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I'm confused by this comment because I don't think the laws are too lenient, I don't believe in "bully tactics", and I do think that for society to work properly we do, for the most part, need to assist the people with charter with enforcing our laws.

I'm not repeating this in every comment because it feels tiresome, but, like I said, I'm glad this guy is out there pushing the frontiers of our civil liberties, but I still think he's a bit of a douche, and I still think his arguments don't make much sense: his fear of the consequences of answering "business or pleasure" seems irrational compared to the powers the border police already have to search his luggage, the files on his computer, and his body cavities without a warrant.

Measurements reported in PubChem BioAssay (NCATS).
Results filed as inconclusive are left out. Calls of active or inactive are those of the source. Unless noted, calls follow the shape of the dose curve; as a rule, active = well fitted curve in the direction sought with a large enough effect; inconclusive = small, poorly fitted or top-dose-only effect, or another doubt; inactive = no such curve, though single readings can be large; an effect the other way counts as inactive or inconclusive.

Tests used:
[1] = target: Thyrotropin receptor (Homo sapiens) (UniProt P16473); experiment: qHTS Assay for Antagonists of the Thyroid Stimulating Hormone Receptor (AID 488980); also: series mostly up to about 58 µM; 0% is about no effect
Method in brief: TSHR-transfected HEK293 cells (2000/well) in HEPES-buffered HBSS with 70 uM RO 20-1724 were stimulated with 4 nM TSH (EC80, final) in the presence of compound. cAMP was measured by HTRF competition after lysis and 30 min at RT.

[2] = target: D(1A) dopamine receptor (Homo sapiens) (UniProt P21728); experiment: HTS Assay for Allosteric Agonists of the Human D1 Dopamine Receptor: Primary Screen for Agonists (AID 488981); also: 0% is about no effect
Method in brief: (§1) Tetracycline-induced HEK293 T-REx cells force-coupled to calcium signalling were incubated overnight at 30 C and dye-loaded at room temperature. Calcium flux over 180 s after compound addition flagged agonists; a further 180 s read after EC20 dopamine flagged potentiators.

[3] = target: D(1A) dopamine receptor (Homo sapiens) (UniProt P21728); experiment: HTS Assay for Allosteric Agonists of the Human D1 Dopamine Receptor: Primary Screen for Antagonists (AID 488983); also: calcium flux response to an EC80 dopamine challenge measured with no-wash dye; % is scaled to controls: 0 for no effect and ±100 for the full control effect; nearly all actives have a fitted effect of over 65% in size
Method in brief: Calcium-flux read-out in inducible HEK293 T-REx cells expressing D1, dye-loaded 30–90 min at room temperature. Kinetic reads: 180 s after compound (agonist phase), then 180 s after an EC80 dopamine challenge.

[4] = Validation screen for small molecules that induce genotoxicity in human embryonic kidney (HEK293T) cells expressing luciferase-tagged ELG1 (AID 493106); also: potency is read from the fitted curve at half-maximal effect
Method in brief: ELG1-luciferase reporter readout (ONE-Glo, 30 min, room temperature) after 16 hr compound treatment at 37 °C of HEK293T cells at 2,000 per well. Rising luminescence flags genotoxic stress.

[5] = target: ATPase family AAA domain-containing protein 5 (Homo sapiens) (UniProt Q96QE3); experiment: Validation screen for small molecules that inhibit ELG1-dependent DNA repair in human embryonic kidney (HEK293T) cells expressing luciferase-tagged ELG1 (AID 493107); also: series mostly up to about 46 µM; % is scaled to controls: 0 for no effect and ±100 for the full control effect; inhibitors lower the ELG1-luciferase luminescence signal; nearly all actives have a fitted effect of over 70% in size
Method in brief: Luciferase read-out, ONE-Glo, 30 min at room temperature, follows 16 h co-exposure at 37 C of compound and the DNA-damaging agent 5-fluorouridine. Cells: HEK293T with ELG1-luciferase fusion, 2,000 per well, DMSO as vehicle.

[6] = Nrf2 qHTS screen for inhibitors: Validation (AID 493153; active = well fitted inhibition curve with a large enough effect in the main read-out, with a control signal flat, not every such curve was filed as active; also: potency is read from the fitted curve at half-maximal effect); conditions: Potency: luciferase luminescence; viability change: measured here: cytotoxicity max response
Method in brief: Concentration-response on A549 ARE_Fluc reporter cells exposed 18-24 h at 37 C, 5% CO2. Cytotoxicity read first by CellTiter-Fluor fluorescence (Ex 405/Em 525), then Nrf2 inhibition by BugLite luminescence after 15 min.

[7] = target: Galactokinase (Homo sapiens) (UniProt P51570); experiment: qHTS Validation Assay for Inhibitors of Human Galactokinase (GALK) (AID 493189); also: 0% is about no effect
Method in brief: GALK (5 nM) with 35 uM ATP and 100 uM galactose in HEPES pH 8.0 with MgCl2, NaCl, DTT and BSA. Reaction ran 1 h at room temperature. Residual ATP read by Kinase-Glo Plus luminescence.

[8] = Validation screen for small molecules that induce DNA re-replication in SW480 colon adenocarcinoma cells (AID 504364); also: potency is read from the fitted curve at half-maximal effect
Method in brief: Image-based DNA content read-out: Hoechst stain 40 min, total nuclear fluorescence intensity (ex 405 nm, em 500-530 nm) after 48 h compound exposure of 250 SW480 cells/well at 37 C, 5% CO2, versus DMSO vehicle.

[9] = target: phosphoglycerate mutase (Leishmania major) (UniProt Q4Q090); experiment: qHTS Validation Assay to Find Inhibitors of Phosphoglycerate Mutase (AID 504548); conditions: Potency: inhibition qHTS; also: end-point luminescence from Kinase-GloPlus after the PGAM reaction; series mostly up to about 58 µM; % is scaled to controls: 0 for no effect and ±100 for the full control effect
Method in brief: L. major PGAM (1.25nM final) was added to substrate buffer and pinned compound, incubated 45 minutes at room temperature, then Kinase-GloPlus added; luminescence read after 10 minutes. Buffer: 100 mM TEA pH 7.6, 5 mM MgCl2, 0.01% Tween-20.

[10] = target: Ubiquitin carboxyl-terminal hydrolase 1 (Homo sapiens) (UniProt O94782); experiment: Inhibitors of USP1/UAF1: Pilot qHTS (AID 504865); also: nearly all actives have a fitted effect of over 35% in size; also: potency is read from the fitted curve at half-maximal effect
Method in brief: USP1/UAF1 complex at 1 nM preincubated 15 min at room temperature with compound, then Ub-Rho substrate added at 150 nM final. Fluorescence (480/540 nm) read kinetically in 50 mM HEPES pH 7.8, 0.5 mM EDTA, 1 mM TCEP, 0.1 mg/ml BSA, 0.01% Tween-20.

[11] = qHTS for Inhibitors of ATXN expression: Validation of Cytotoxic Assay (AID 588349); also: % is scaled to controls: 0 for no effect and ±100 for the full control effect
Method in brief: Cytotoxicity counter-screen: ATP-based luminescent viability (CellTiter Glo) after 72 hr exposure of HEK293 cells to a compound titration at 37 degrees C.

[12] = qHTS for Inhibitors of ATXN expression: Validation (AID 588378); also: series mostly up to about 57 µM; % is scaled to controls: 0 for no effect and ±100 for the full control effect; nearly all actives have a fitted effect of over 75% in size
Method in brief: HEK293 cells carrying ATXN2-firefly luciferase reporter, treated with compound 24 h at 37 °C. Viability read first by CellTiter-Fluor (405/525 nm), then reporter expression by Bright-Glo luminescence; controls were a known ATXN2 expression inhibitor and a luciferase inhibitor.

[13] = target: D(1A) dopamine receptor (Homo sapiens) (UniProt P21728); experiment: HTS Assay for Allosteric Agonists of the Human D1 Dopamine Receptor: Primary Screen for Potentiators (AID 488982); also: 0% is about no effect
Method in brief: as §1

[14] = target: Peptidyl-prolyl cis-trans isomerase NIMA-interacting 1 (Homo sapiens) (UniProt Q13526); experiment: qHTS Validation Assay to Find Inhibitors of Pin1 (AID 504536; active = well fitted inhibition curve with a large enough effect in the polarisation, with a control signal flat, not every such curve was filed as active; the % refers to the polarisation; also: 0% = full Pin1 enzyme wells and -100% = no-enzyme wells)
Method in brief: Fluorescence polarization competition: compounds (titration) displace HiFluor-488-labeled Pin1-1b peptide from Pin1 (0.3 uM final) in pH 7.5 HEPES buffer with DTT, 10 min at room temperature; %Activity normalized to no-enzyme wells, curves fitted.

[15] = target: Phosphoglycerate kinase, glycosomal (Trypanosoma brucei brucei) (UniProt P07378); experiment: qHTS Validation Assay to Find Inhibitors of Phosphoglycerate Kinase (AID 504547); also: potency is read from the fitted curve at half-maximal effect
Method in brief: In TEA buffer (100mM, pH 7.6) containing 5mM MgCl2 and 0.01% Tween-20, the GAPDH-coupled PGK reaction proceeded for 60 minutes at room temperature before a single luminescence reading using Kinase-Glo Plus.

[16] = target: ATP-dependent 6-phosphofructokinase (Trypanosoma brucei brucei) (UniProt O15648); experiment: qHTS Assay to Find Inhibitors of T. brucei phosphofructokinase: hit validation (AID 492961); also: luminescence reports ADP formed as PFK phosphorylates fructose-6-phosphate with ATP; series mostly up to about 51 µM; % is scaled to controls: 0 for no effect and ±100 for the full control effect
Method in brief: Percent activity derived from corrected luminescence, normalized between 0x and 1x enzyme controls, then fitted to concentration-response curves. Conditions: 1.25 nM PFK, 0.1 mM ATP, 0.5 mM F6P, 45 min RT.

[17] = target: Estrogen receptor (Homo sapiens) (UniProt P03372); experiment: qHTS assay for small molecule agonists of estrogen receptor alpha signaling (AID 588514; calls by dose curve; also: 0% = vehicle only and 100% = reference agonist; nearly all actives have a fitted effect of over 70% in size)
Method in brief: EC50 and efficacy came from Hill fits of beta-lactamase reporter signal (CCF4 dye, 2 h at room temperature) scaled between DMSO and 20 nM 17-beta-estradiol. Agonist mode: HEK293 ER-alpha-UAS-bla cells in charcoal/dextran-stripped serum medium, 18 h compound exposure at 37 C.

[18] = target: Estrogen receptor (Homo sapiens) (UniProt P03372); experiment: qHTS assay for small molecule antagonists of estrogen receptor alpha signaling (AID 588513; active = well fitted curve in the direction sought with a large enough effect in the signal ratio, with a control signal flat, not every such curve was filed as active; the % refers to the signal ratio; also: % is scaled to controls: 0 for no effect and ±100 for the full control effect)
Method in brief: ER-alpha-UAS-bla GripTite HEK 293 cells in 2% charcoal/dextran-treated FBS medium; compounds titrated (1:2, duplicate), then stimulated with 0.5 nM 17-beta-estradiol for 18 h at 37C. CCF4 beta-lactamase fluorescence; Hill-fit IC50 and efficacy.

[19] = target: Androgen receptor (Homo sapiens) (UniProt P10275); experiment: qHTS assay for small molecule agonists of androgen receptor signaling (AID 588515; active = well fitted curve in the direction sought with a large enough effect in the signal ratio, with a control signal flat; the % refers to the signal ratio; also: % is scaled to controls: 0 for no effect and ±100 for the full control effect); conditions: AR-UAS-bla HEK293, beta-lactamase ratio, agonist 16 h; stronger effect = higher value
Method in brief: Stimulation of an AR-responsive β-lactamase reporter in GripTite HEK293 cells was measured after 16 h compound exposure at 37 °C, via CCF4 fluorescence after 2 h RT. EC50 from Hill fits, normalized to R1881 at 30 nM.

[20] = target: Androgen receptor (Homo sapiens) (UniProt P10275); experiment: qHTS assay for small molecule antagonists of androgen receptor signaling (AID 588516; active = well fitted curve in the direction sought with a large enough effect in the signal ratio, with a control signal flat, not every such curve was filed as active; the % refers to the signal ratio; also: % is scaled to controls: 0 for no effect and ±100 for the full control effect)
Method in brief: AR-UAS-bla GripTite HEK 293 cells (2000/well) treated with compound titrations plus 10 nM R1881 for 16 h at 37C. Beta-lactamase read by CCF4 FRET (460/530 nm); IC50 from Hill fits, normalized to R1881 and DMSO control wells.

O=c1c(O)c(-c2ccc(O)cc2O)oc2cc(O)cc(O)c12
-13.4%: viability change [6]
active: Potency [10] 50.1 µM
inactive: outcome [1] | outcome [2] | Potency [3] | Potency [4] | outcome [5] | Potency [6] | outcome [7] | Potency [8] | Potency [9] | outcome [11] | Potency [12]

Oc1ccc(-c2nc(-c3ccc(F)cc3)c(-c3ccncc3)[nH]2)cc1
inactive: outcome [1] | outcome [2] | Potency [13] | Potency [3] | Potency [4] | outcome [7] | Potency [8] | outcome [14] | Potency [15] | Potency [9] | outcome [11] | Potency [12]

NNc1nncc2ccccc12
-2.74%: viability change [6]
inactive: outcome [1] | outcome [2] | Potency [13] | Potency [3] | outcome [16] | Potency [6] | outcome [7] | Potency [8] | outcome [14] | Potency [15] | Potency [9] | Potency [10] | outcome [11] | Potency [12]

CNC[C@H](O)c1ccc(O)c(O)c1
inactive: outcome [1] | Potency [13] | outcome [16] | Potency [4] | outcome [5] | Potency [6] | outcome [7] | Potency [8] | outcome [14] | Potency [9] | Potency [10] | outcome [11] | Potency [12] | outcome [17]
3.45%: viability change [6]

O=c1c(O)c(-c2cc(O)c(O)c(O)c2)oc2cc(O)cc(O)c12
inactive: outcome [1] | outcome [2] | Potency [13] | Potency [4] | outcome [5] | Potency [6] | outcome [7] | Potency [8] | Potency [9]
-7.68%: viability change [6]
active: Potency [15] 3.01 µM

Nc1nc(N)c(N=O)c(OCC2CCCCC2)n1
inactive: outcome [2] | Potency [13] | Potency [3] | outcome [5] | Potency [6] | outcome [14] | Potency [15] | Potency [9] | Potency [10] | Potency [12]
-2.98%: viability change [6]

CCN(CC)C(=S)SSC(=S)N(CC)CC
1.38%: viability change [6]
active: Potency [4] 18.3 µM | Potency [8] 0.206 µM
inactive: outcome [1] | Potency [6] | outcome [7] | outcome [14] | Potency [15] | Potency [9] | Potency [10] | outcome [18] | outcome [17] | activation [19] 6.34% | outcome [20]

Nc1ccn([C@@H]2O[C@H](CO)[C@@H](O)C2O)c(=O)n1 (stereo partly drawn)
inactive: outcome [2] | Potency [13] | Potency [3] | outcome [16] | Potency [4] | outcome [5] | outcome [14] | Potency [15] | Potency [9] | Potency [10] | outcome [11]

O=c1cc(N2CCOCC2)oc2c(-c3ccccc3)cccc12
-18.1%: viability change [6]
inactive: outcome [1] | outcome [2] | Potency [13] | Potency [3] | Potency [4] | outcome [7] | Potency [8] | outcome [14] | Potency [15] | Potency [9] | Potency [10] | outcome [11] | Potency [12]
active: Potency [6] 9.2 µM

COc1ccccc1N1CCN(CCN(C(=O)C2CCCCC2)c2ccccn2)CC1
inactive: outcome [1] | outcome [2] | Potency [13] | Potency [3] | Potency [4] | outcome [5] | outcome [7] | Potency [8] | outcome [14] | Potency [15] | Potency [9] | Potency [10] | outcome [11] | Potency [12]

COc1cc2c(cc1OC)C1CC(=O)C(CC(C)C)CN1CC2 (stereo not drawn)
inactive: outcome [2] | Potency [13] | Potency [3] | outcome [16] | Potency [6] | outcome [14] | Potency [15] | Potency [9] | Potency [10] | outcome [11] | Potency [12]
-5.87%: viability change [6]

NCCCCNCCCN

Incidentally, the principled stand this guy took for not answering questions seems a bit hollow when you consider that, semiotically speaking, he pretty much answered their question: "yes", he said, "I am very much worth your time to scrutinize further."

Principled or not, how is respectful, quiet dissent not completely appropriate.

Consider how comfortable a person is when speaking to a telemarketer compared to a police officer or border patrol officer.

That we must grovel before those in uniform is a clear sign that they have too much power.

Of course his behavior was irrational if he was someone trying to smuggle in contraband. But it was rational if he's someone who feels that his rights as a law abiding citizen have been compromised by the re-entry procedures and seeks to make a point.

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